Pizza Scurvy

by Nic Olson

Disclaimer: This is not pizza from Vera Pizzeria. This is scummy Montreal metro pizza, which also has it's place.

Disclaimer: This is not pizza from Vera Pizzeria. This is scummy Montreal metro pizza, which also has it’s place.

I have oft dreamed of a world free from the bondages of currency. The ‘bootstraps’ analogy that no longer makes analogical sense would neither make societal sense because people would all have the same strapless boots, the same homes, and the same neapolitan ingredients in the fridge. Where no matter how hard you work, you get a piece of the pie. The pizza pie.

I have oft dreamed of a job that pays me in pizza and beer but until recently I believed it was an impossible, utopian dream. I have found said job. I wear an apron, I swing my hips liberally to the hook-heavy anthems of Jenny Lewis, I spray, scrub, soak, sort, and airdry the cheese-grimed pizza plates of Vera Pizzeria, home of the finest pizza your pedestrian tongue (and undoubtedly mine) will likely ever taste. Contrary to my communist, currency-free compulsions, on busy nights where my free labour has been deemed as moderately necessary, I work hardest and get paid the least, a perfect microcosm of capitalism. In the name of that covetous progress, the human-crushing runaway train that it is, they have sourced a commerical dishwasher. And with the simple stroke of a pen, with the lease of a stainless steel washer that sprays with the intensity of a pissed off geyser at 150degrees centigrade, I have become obsolete.

So with my severance package in hand (a bout of scurvy in my organs from a pizza-only diet), and my travel backpack on my shoulder, I will slither towards an early retirement. Savings were significant in the height of the pizza game, and my investments were sound, so with the wealth of a nation, the tropics call my name. I have long desired, for three years or more, to leave my home to see the homes of others, and now, ticket for Thailand securely in hand, visa for India theoretically in transit, this retirement dream will soon come to pass.

I pack my belongings, patch the holes on my backpack, google trip plans when flashbacks of swimming in the ocean, drinking five-cent chai, eating dogmeat bring excited memories of the learned parts of travel. Then flashbacks of sweaty, anxious, late walks on the beach, the embarassed purchase of tacos from women squatting in the alley across from the department store, feeling responsible and justified when I get attacked on several occasions strike my memory.

Hold on a second. People’s dreams change? Without them even knowing it? Until it’s too late? Well that’s some merited bullshit. Some ironic piece of formaggio pizza, light and bubbly crust on the outside, black and tarry on the inside. I’ve already bought a one-way ticket, already dreamed of the exploits and adventures of the trip for three years. Like a soon-to-be-wife with cold feet, always dreaming of the day she’d get married, but when the vows are written and the dress is tailored and the family has flown into town she realizes that this dream was what she wanted when she was 19, not 29. But she goes through with it anyway because, she figures, it’s still what she wants.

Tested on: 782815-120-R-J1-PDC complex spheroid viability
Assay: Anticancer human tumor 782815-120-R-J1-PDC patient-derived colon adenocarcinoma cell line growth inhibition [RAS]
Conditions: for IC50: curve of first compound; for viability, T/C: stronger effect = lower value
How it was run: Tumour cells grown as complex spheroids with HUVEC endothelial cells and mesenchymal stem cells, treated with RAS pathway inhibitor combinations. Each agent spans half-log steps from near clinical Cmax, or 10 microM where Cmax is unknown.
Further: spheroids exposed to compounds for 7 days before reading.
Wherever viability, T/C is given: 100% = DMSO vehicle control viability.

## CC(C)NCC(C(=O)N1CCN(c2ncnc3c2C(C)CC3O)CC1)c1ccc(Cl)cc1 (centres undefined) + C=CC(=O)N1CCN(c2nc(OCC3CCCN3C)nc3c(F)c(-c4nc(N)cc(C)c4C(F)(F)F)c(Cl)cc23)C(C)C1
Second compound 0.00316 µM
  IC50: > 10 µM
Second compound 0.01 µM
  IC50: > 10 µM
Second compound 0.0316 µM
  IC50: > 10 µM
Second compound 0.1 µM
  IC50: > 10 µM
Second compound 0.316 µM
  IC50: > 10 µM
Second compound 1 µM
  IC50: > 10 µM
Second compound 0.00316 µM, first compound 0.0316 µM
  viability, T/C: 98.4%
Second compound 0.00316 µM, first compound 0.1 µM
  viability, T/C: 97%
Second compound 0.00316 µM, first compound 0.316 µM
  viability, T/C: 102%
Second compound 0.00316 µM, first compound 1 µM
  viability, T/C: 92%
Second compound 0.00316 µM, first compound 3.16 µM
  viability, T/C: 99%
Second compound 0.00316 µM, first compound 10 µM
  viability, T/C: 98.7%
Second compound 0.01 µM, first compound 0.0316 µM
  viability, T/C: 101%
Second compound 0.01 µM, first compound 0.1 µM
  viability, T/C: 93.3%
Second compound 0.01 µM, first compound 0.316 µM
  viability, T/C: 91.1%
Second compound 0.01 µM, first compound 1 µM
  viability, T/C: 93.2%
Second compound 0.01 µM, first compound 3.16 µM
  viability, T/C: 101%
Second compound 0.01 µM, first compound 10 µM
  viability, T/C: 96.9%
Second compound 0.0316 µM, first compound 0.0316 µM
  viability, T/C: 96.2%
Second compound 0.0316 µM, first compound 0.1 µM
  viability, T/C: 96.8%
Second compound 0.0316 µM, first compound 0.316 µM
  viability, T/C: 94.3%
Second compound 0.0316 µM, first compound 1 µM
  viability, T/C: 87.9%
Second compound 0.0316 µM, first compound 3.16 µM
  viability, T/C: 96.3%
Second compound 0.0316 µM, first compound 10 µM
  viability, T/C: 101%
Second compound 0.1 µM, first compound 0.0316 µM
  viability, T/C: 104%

Much has changed in my brain in the three years since I last was in a territory that I was not welcome. For example, I have learned that I have always lived in a territory that I was not welcome; The Dominion of Canada. I have learned that as a person of privilege, I am ignorant and blind to my privilege unless someone calls me out on it, and even then I’m likely too stupid to comprehend it. I realize that abusing this privilege by flaunting it and spending its savings unwittingly, I disrespect those who have no privilege, even if I attempt to be ‘socially responsible’ while I do it.

I am willingly throwing myself into a situation to inevitably become the type of person I never want to be. As if I decided to run in party politics, or get season tickets to the Toronto Maple Leafs.

The tenets that I used to hold dear and romanticize about my lifestyle—the learning about culture, and seeing new things, and helping where I can—now come off as paternalistic blather. I am a product of loving parents that worked hard to give me everything I ever needed, which, along with the technologial and economic progression of the west, has turned me into a skilless rube whose only ability is to pick up and go. As a ‘writer’ I use this as ‘inspiration’ for ‘projects’ and ‘essays’.  Previously my impulse was to I enjoy flaking on the lifestyles and traditions of groups of people far from my home that have been adversely flaked on by colonial forces for hundreds of years. Now, I’d prefer to do so at home, by myself, in a rundown house in small-town Saskatchewan where I can negatively affect only the people nearest me.

I look forward to coming out of early retirement to rejoin the workforce and finally stop perpetuating the types of relationships I have come to realize as unbalanced and unfair. I look forward to squatting in a moldy, infested apartment, dressing like a true dishwasher thus embracing the motto, “Dress how you want to be addressed” and forever scrubbing the cheese off of pizza-related tools, all for the simple reason that I am too unintelligent to understand how to truly live in balance with other people, so I’d rather just rot.

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